1725 – Jonathan Wild died. He was perhaps the most infamous criminal of London — and possibly Great Britain — during the 18th century, both because of his own actions and the uses novelists, playwrights, and political satirists made of them.
He invented a scheme which allowed him to run one of the most successful gangs of thieves of the era, all the while appearing to be the nation’s leading policeman. He manipulated the press and the nation’s fears to become the most loved public figure of the 1720s; this love turned to hatred when his villainy was exposed. After his death, he became a symbol of corruption and hypocrisy.
When Wild was taken for execution to the gallows at Tyburn , Daniel Defoe said that the crowd was far larger than any they had seen before and that, instead of any celebration or commiseration with the condemned,
“wherever he came, there was nothing but hollowing and huzzas,
as if it had been upon a triumph.”
Wild’s hanging was a great event, and tickets were sold in advance for the best vantage points. Even in a year with a great many macabre spectacles, Wild drew an especially large and boisterous crowd. The hangman, Richard Arnet, had been a guest at Wild’s wedding.
In the dead of night, Wild’s body was buried in secret at the churchyard of St Pancras Old Church next to Elizabeth Mann, his third wife. His burial was only temporary.
In the 18th century, autopsies and dissections were performed on the most notorious criminals, and consequently Wild’s body was exhumed and sold to the Royal College of Surgeons for dissection. His skeleton remains on public display in the Royal College’s Hunterian Museum in Lincoln’s Inn Fields.
1040 – Harold Harefoot died. King of England from 1035 to 1040. His cognomen “Harefoot” referred to his speed, and the skill of his huntsmanship.
He was the younger son of Cnut the Great, king of England, Denmark, and Norway by his first wife, Ælfgifu of Northampton, although Florence of Worcester (12th century) claimed that Ælfgifu wanted to have a son by the king but was unable to, so she secretly adopted the newborn children of strangers and pretended to have given birth to them. Harold was reportedly the son of a cobbler, while his brother Svein Knutsson was the illegitimate son of a priest. Its probably a myth.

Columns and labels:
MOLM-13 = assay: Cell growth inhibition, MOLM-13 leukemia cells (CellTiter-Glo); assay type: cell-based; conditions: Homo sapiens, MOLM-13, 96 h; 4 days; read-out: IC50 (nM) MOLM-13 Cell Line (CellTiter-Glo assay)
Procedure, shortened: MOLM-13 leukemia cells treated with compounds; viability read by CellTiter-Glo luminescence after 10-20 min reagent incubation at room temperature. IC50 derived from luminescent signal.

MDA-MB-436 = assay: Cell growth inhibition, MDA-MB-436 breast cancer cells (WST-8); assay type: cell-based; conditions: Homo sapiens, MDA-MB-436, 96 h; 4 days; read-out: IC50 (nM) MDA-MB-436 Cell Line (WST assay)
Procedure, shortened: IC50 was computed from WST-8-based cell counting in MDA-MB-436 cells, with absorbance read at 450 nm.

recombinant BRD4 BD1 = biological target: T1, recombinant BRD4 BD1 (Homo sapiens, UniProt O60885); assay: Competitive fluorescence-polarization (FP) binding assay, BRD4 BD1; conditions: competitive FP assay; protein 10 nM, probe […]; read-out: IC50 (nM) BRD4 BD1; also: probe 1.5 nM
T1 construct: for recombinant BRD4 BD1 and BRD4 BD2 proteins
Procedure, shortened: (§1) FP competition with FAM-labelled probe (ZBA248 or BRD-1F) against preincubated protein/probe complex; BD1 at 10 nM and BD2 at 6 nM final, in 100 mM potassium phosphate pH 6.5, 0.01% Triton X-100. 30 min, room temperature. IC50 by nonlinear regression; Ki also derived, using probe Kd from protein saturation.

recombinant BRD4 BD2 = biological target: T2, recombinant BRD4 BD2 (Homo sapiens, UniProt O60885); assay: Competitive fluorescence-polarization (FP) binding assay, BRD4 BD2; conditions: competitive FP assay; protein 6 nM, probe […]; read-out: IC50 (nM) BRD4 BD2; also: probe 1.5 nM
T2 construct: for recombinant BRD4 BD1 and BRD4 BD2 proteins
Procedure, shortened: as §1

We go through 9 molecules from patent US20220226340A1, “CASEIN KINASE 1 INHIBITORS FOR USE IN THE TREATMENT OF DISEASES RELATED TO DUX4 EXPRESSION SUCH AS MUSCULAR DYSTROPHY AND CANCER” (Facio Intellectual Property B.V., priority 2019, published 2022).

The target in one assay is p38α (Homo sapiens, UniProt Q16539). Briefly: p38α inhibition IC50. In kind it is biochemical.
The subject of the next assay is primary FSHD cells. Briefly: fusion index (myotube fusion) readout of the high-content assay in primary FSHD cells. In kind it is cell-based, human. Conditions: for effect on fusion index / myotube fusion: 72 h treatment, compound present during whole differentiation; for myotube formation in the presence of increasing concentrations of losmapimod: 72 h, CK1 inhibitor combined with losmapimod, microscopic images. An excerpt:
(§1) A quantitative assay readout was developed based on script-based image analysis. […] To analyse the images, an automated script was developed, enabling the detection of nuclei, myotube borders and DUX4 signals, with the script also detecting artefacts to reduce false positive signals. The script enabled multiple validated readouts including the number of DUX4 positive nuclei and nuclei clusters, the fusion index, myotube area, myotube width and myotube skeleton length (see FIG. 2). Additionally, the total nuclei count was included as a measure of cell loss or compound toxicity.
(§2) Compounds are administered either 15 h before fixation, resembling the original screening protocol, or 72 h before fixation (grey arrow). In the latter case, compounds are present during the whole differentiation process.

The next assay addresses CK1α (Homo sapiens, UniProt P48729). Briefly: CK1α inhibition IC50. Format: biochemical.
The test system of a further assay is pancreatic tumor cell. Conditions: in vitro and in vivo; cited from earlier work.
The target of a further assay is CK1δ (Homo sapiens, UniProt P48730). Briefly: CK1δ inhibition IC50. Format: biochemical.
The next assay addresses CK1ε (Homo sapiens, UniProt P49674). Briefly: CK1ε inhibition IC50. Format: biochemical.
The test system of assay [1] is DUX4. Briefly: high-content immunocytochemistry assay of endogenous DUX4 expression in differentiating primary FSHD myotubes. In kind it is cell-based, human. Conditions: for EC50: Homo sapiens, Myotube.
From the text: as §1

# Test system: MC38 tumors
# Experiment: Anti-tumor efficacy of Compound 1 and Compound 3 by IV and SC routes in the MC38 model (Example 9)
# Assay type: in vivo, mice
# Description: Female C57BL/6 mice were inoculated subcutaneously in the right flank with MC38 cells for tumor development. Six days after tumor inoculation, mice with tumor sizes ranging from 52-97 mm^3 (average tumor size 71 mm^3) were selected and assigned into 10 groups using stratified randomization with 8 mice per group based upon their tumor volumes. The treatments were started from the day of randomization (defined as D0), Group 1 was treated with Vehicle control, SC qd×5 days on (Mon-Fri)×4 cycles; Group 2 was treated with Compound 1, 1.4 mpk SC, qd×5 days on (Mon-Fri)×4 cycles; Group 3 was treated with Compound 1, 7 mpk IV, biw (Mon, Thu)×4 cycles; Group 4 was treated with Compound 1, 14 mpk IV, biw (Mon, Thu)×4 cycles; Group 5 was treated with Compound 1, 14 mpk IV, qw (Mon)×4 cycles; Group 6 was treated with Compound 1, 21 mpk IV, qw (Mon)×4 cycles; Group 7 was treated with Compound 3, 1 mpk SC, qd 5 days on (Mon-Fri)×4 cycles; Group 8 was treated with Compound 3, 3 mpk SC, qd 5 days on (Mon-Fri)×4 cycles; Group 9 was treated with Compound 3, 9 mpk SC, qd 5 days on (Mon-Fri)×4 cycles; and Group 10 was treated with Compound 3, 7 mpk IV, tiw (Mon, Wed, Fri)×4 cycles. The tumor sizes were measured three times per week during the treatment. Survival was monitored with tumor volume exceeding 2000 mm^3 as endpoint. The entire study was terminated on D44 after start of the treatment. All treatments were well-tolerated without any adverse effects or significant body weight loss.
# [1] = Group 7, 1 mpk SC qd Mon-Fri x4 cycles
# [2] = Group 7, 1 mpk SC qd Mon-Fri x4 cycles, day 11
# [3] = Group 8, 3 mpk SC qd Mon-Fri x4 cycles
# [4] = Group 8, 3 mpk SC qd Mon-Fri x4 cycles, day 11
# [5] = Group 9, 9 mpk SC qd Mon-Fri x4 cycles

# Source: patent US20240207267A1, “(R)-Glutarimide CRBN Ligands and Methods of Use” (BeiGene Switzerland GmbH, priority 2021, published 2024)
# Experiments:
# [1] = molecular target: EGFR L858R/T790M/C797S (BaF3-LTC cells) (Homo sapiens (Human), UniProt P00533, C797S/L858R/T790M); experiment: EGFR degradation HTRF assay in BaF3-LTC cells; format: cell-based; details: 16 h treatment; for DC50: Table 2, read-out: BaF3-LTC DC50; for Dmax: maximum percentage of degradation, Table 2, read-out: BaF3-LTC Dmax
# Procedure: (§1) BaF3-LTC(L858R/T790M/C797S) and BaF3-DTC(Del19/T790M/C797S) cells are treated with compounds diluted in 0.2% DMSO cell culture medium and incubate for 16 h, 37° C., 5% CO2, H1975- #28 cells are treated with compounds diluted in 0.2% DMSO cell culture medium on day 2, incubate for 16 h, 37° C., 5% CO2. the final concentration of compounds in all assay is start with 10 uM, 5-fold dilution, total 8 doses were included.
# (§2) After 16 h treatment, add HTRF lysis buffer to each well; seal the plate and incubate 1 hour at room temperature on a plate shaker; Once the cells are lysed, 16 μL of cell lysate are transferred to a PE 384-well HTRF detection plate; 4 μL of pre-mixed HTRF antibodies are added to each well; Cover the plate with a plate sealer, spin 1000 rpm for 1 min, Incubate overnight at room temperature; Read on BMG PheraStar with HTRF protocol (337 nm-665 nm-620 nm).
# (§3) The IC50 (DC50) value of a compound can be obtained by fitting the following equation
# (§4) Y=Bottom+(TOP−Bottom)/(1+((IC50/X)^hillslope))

Harold died at Oxford, of “a mysterious illness”, although an Anglo-Saxon charter attributes the illness to divine judgment…not least because he’d alledgedly defrauded some monks out of land that they had their covetous eyes on.
He was buried at Westminster Abbey… for a while. His body was subsequently exhumed, beheaded, and thrown into a fen bordering the Thames when Harthacnut assumed the throne in June 1040.
The body was recovered by a fishermen, and resident Danes reportly had it reburied at their local cemetery in London, before it was eventually buried in a church in the City of Westminster, St. Clement Danes.
A contradictory account in the Knýtlinga saga (13th century) reports Harold buried in the city of Morstr, alongside his half-brother Harthacnut and their father Cnut. While mentioned as a great city in the text, nothing else is known of Morstr.
1478 – George, Duke of Clarence, convicted of treason against his older brother Edward IV of England, was “executed in private” at the Tower of London.
A tradition grew up that he was drowned in a butt of Malmsey wine. This may have originated in a joke, based on his reputation as a heavy drinker. However, a butt was equal to three hogsheads — 477.3 litres (105 imperial gallons) easily enough to drown in.
A body, believed to be that of Clarence, which was later exhumed, showed no indications of beheading, the normal method of execution for those of noble birth at that time.
1930 – Elm Farm Ollie became the first cow to fly in a fixed-wing aircraft, doing so as part of the International Air Exposition in St. Louis, Missouri, United States.
On the same trip, which covered 72 miles in a Ford Trimotor airplane from Bismarck, Missouri to St. Louis, she also became the first cow milked in flight. This was done ostensibly to allow scientists to observe midair effects on animals, as well as for publicity purposes.
1941 – Irma Thomas born. American singer, known as the “Soul Queen of New Orleans“. A contemporary of Aretha Franklin and Etta James, but while never experiencing their level of commercial success, she still has a large cult following among soul aficionados.